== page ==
Cycling at Changi Beach: So Peaceful and Quiet

We love East Coast Beach. We love playing at the sea, we love building sandcastles (there’s a really cool area called Castle Beach), we love eating at the food centre. But one thing we don’t like doing at East Coast Beach is getting on wheels.

We leave our kick scooters and bicycles at home because the cycling path is always crowded. Well, perhaps not for seasoned cyclists, but just a tad too crowded for a happy 7-year old on 2 wheels and a shaky 4-year old on 4 wheels.

Changi Beach on the other hand, is a completely different story.

L.I.F.E Changi Beach (10)

L.I.F.E Changi Beach (1)L.I.F.E Changi Beach (2)L.I.F.E Changi Beach (4)

The best part about cycling at Changi Beach Park, apart from the lack of crowds, is the different scenery you get every 15 minutes or so. This is rather unlike East Coast Beach where it’s pretty much a long straight cycling track with the same view the entire stretch.

For instance, you get your bikes at a really old bike rental shop with equally old rickety bikes, and you start your trail with a view of lovely bumboats, the very ones that take passengers to Pulau Ubin.

If you’re early enough, I hear some fishermen bring in their catch here and sell them right at the jetty.

L.I.F.E Changi Beach (9)

L.I.F.E Changi Beach (12)

Then the proper cycling trail starts and it goes on for about 3km. Despite it being our 4-year old’s first ‘long-distance’ cycling trip on a really old bike that was almost falling apart, there were no complaints. Perhaps it was because the views were just so nice.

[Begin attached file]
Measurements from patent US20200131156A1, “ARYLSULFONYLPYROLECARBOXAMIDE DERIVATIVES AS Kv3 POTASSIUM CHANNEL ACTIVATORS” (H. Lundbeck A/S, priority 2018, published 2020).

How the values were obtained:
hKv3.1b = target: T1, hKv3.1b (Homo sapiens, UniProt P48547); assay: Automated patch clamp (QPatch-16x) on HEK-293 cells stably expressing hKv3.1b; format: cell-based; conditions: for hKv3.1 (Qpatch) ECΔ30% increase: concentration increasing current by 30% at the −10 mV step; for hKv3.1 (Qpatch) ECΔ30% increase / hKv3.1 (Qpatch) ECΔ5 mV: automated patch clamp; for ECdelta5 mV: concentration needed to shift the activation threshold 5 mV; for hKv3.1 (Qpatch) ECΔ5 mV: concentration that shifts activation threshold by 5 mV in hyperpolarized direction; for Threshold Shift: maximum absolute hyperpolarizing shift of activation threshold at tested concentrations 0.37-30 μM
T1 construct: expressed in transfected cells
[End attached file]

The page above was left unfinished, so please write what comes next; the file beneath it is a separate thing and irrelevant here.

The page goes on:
L.I.F.E Changi Beach (11)

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At some point it gets quite narrow and kids might have to get off their bikes to push, but for the most part, it was smooth riding.

L.I.F.E Changi Beach (18)

L.I.F.E Changi Beach (19)

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L.I.F.E Changi Beach (22)

Maybe it’s because Changi is situated at the far end of Singapore, and much less accessible, that the cycling track was so empty. We met only 2 other families there on a Sunday morning.

One would think that after a big morning of pedaling, some rest time would be in order. But no, there’s a big playground back at the jetty so when we returned our bikes, we walked, nay, ran, there.

L.I.F.E Changi Beach (5)

L.I.F.E Changi Beach (6)

L.I.F.E Changi Beach (8)

I never thought I’d say it, but cycling as a family is really fun. Tip: If you’ve got smaller children, you may want to opt for separate adult bikes instead of hopping on a tandem bike. It’s just so that you can maintain the 1:1 parent-child ratio, particularly if the kids don’t cycle at the same speed.

How to get to Changi Beach Park

Take bus 2 from Tanah Merah MRT Station, all the way to the end. From there, eat at the Changi Village Hawker Centre, and get your bikes from possibly the only bike rental shop around the neighbourhood (there aren’t many shops near the hawker centre so you can’t miss it). We got our bikes for an hour and it made it back just in time. If you’re up for it, hop on a bumboat to Pulau Ubin for dinner after your cycling expedition!



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